National Gallery of Art - THE COLLECTION
image of The Meeting of Abraham and Melchizedek Sir Peter Paul Rubens (artist)
Flemish, 1577 - 1640
The Meeting of Abraham and Melchizedek, c. 1626
oil on panel
overall: 65.5 x 82.4 cm (25 13/16 x 32 7/16 in.) framed: 96.8 x 113.4 cm (38 1/8 x 44 5/8 in.)
Gift of Syma Busiel
1958.4.1
On View
From the Tour: Sir Peter Paul Rubens
Object 6 of 8

Provenance

Possibly Palacio Nuevo, Madrid.[1] possibly Jean de Jullienne [born 1686], Paris, by 1753; (his estate sale, Paris, 30 March-22 May 1767, no. 98); J.B. Horion, Brussels; (his sale, Brussels, 1 September 1788 and days following, no. 20); probably (G.J. de Loose, Brussels).[2] Lady Stuart, by 1830;[3] (her estate sale, Christie's, London, 15 May 1841, no. 73); (Charles J. Niewenhuys, Brussels and London); Sir Thomas Baring, 2nd bt. [1772-1848], London; (his sale, Christie & Manson, London, 3 June 1848, no. 121); purchased by (Charles J. Niewenhuys, Brussels and London) for Sir Thomas' son, Thomas Baring [1799-1873]; by bequest to his nephew and heir, Thomas George Baring, 1st earl of Northbrook [1826-1904]; by inheritance to his son, Francis George Baring, 2nd earl of Northbrook [1850-1929]; sold September 1929 to (P. & D. Colnaghi, London); sold 1936 to Mr. and Mrs. Walter J. Stoye, Oxford;[4] (sale, Sotheby's, London, 2 July 1958, no. 44); purchased by (Carstairs Gallery, New York) for NGA with funds provided by Syma Busiel.

[1] The painting was first noted to have been in the Palacio Nuevo in the 1885 catalogue of the collection of a later owner, Thomas G. Baring, 1st earl of Northbrook. The information was repeated in exhibition catalogues of 1899, 1938, and 1953.

[2] The literature on the Gallery's painting has always connected it to the painting in the De Jullienne and Horion sales. Jean Baptiste Descamps, La Vie des Peintres Flamands, Allemands et Hollandois, 4 vols., Paris, 1753-1763: 1(1753): 316, describes among three paintings by Rubens in De Jullienne's collection "le belle Esquisse finie," which is possibly the depiction of Abraham and Melchizedek. There were, however, more than three Rubens paintings in De Jullienne's 1767 estate sale, including other sketches, so it is not certain that De Jullienne owned the painting in question as early as 1753, or even if it is the same painting. The dimensions of the painting listed in the 1767 and 1788 sale catalogues, given as 24 x 30 pouces and 24 x 30 1/2 pouces, respectively, are fairly close to those of the Gallery's painting. However, these dimensions are also close to several copies of this scene, among them the version in the John G. Johnson Collection of the Philadelphia Museum of Art. In addition, the 1767 catalogue describes the painting as being on canvas and depicting Achimelec and David, and the 1788 entry says it had been engraved by Witdoock. The Gallery's painting is on panel, and the engraving by Witdoock is after an earlier Rubens painting of Abraham and Melchizedek now in the Musée Caen. Julia Armstrong-Totten of the Getty Provenance Index has kindly supplied the probable name of the buyer at the 1788 Horion sale, and the information that he was an auctioneer and dealer in Brussels. Max Rooses, L'Oeuvre de P.P. Rubens: Histoire et Description de ses Tableaux et Dessins, 5 vols., Antwerp, 1886-1892: 1(1886): 63, under no. 46, spells the name Looze.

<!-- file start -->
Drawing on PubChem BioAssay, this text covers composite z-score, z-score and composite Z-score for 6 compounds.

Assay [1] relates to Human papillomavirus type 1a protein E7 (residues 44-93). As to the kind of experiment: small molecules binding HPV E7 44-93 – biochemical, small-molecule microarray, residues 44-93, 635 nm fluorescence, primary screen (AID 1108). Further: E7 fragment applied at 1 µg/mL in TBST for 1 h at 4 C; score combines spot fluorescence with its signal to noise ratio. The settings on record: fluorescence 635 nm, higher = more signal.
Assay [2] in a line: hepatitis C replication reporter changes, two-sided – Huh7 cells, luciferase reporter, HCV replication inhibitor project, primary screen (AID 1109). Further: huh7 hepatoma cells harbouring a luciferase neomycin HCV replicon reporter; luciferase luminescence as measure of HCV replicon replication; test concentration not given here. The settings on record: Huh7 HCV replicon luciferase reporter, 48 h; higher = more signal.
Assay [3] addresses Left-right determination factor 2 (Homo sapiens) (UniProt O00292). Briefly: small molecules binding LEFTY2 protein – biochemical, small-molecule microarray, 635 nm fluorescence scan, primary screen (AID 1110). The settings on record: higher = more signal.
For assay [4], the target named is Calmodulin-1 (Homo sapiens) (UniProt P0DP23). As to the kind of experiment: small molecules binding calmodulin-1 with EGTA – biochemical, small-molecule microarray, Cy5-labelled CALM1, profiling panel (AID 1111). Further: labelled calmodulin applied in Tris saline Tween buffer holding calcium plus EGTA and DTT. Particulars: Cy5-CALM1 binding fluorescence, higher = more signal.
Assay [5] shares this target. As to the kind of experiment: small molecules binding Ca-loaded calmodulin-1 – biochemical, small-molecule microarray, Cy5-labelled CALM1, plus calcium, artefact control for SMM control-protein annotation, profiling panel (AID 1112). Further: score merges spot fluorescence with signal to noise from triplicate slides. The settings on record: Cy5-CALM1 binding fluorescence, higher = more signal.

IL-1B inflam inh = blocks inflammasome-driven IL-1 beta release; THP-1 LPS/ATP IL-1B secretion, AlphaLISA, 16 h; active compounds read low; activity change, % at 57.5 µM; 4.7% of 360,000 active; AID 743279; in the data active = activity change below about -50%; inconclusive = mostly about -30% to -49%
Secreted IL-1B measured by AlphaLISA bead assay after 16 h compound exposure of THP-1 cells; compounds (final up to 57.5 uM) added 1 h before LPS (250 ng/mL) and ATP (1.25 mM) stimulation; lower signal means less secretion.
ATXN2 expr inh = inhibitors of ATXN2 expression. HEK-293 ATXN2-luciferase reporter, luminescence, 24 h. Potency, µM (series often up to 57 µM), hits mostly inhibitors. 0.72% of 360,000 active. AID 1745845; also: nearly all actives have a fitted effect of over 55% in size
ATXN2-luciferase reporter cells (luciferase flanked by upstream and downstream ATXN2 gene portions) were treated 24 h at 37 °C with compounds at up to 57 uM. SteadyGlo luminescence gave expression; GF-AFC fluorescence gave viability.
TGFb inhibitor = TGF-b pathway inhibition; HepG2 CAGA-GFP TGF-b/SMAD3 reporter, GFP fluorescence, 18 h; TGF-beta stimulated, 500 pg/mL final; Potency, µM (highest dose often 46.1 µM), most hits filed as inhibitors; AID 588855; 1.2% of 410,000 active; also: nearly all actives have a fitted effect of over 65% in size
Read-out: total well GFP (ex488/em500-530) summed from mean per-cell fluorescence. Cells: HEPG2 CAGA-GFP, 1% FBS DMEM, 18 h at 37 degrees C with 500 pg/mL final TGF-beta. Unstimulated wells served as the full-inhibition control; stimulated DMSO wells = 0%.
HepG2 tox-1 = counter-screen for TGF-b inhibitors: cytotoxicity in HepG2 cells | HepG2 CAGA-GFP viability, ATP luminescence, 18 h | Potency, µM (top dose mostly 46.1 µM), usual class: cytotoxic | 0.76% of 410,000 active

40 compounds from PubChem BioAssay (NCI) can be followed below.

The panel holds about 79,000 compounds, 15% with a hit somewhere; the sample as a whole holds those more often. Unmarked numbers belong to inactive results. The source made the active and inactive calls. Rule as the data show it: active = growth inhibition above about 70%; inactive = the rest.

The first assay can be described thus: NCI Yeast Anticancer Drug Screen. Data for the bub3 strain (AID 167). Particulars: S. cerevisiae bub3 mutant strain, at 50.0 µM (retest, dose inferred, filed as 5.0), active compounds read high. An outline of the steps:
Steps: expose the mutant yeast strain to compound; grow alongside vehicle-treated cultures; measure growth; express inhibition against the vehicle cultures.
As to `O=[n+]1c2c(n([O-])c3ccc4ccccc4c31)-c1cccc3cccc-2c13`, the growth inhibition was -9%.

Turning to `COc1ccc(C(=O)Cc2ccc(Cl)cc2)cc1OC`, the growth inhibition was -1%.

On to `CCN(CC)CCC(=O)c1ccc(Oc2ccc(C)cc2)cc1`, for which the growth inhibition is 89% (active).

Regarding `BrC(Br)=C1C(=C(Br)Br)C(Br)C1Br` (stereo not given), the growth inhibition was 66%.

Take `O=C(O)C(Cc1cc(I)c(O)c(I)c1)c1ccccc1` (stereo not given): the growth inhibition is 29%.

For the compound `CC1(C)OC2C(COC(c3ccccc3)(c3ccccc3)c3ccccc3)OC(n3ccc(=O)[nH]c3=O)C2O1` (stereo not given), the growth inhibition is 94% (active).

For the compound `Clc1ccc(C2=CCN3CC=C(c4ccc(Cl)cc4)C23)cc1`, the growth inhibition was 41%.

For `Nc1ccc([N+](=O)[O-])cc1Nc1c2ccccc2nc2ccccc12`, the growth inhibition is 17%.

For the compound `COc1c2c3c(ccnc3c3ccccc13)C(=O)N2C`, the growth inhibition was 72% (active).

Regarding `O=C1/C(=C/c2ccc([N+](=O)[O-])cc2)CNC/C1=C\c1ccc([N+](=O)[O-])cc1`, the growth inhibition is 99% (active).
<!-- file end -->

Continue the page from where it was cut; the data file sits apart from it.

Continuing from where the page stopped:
Despite these inconsistencies, assuming the painting in the 1767 and 1788 sales is the Gallery's, its provenance between 1788 and 1830 is not known with certainty. A complicating factor is that a number of paintings depicting Abraham and Melchizedek and attributed at the time to Rubens appeared in British sales in the early 19th century. The existence of several copies of the Gallery's painting, and the lack of descriptions and size information in the sales catalogues, makes identifying these paintings a challenge. Both Nora De Poorter, The Eucharist Series (Corpus Rubenianum Ludwi Burchard, Part 2), London and Philadelphia, 1978: 110, no. 7c, and Peter C. Sutton and Marjorie E. Wieseman, et al., The Age of Rubens, exh. cat., Museum of Fine Arts, Boston, and Toledo [Ohio] Museum of Art, 1993: 271, no. 21, include in their provenance of the Gallery's painting the following sequence of ownership, and incorrectly identify the lot in the Dyson sale as no. 14: Simon M'Gillivray; (his sale, Christie's, London, 6-7 May 1825, 2nd day, no. 25); Dyson; (his sale, Christie's, London, 18 June 1825, no. 34); Crawford; Lady Stepney; (her sale, Christie's, London, 1 May 1830, no. 93, bought in). (The 1889 Northbrook catalogue entry for the Gallery's painting mentions the M'Gillivray and Dyson names and related sales in a note, but adds that these "probably refer to another, or to other pictures.")